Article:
AmphibiaWeb - Bolitoglossa awajun


(Translations may not be accurate.)

Bolitoglossa awajun Cusi, Gagliardi-Urrutia, Brcko, Wake & von May, 2020
Awajun salamander, Salamandra Awajun
Subgenus: Eladinea
family: Plethodontidae
subfamily: Hemidactyliinae
genus: Bolitoglossa
Species Description: Cusi JC, Gagliardi-Urrutia G, Brcko IC, Wake DB, Von May R. 2020. Taxonomic status of the Neotropical salamanders Bolitoglossa altamazonica and Bolitoglossa peruviana (Amphibia: Caudata: Plethodontidae), with the description of a new species from Northern Peru. Zootaxa 4834:365-406.
Conservation Status (definitions)
IUCN Red List Status Account
National Status None
Regional Status None


Berkeley mapper logo

View distribution map in BerkeleyMapper.

Bolitoglossa awajun is a Peruvinan salamander that has a snout-vent length range of 32.0 - 42.2 mm in males and 34.9 - 48.2 mm in females. It has a short snout, small, circular nostrils, and a head that is wider than its neck. The body of B. awajun is rounded and has 13 distinct costal grooves. The hands and feet are almost completely webbed with only the third finger and third toe projecting from the webbing. Finger length increases in a I - IV - II - III pattern on the hands and a I - V - II - IV - III pattern on the feet. Its tail is rounded and slightly pinched at the base (Cusi et. al 2020).

Bolitoglossa awajun is distinct from almost all other species in the subgenus Eladinea by its webbed hands and feet with pointed third fingers and toes. In addition, B. awajun has light, uneven blotches on its underside, while many other similar looking species have small, more uniform white or off-white spots. Bolitoglossa paraensis is comparable to B. awajun in these respects, but can be distinguished by morphometrics: on average, B. awajun has more closely placed eyes (0.46 mm vs. 0.61 mm in B. paraensis) and shorter forelimbs (4.18 mm vs. 4.50 mm in B. paraensis) (Cusi et. al 2020).

The dorsum of B. awajun is a solid brown color. It has scattered light spots across its body and head and often a dark triangular patch between its eyes. The tip of its tail is often lighter than the rest of its body. The dorsal side is also darker than the rest of the body, with small white spots in addition to off-white mottling. In preservative, the color of the body tends to lighten and in some cases the underside appears gray (Cusi et. al 2020).

The light brown patches on the body are extremely variable. One of the paratype had a light patch covering much of its face, while another only had lighter spots on its ventral and lateral sides. Both female and male specimens have been collected; females tended to be larger than males (Cusi et. al 2020).

Distribution and Habitat

Country distribution from AmphibiaWeb's database: Peru

Berkeley mapper logo

View distribution map in BerkeleyMapper.
All known specimens of B. awajun were collected from the department of San Martin in Peru. Its habitat is in forests at the bases of mountains at an elevation of 485 and 1311 meters above sea level (Cusi et. al 2020).

Life History, Abundance, Activity, and Special Behaviors
It has been noted that Bolitoglossa of similar diminutive size and webbed feet are typically tree-dwelling (Wake and Lynch 1976).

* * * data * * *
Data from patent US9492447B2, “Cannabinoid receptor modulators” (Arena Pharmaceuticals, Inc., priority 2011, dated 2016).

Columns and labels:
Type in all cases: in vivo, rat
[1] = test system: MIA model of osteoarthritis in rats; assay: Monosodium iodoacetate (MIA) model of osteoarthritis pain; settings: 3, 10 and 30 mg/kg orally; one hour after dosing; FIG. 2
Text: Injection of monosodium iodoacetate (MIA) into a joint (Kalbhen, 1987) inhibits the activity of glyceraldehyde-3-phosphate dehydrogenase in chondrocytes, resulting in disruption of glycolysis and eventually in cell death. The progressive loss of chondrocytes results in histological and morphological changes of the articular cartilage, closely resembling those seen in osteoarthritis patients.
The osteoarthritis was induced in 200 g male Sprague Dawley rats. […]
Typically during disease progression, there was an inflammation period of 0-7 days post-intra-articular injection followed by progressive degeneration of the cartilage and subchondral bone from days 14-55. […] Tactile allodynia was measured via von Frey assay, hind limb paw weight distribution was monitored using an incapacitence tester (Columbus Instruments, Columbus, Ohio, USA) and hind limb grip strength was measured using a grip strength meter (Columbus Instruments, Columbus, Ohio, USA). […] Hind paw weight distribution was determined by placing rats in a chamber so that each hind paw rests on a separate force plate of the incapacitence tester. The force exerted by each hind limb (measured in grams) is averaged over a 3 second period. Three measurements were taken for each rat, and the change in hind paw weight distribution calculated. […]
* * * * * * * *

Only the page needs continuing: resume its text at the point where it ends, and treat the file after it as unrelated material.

Like most plethodontids, it is likely a direct developer.

Trends and Threats
Much of the geographic range of B. awajun lies in conservation areas, sheltering the species from some of the effects of habitat loss and fragmentation that threaten it (Cusi et. al 2020).

Possible reasons for amphibian decline

General habitat alteration and loss
Habitat modification from deforestation, or logging related activities
Intensified agriculture or grazing
Habitat fragmentation


Based on Maximum Likelihood and Bayesian analyses of Cytb and 16S mtDNA and RAG-1 and POMC nuclear DNA, B. awajun is most closely related to the clade containing B. altamazonica and B. peruviana in the Bolitoglossa altamazonica complex (Cusi et. al 2020).

The species epithet, “awajun” is taken from an indigenous group, the Awajún or Aguaruna that live in the Amazonian rainforest near where the holotype was collected (Cusi et. al 2020).


Cusi, J. C., Gagliardi-Urrutia, G., Brcko, I. C., Wake, D. B., Von May, R. (2020). “Taxonomic status of the Neotropical salamanders Bolitoglossa altamazonica and Bolitoglossa peruviana (Amphibia:Caudata:Plethodontidae), with the descriptions of a new species from Northern Peru.” Zootaxa 4834(3), 365-406. [link]

Wake, D. B., Lynch, J. F. (1976). ''The distribution, ecology, and evolutionary history of plethodontid salamanders in tropical America.'' Natural History Museum of Los Angeles County Science Bulletin, 25(1), 1-75. [link]

Originally submitted by: Kyle Moxley (2022-10-26)
Description by: Kyle Moxley (updated 2022-10-26)
Distribution by: Kyle Moxley (updated 2022-10-26)
Life history by: Kyle Moxley (updated 2022-10-26)
Larva by: Kyle Moxley (updated 2022-10-26)
Trends and threats by: Kyle Moxley (updated 2022-10-26)
Comments by: Kyle Moxley (updated 2022-10-26)

Edited by: Ann T. Chang, Michelle S. Koo (2024-05-20)

Species Account Citation: AmphibiaWeb 2024 Bolitoglossa awajun: Awajun salamander <> University of California, Berkeley, CA, USA. Accessed Jul 13, 2024.

Feedback or comments about this page.


Citation: AmphibiaWeb. 2024. <> University of California, Berkeley, CA, USA. Accessed 13 Jul 2024.

AmphibiaWeb's policy on data use.